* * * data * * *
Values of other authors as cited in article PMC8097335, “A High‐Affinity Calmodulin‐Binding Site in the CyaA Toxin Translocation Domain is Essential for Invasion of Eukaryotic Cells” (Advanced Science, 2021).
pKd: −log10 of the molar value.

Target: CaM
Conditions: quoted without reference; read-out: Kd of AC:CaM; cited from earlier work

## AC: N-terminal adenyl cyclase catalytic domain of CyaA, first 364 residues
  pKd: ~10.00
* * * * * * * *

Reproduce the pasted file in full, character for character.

Values of other authors as cited in article PMC8097335, “A High‐Affinity Calmodulin‐Binding Site in the CyaA Toxin Translocation Domain is Essential for Invasion of Eukaryotic Cells” (Advanced Science, 2021).
pKd: −log10 of the molar value.

Target: CaM
Conditions: quoted without reference; read-out: Kd of AC:CaM; cited from earlier work

## AC: N-terminal adenyl cyclase catalytic domain of CyaA, first 364 residues
  pKd: ~10.00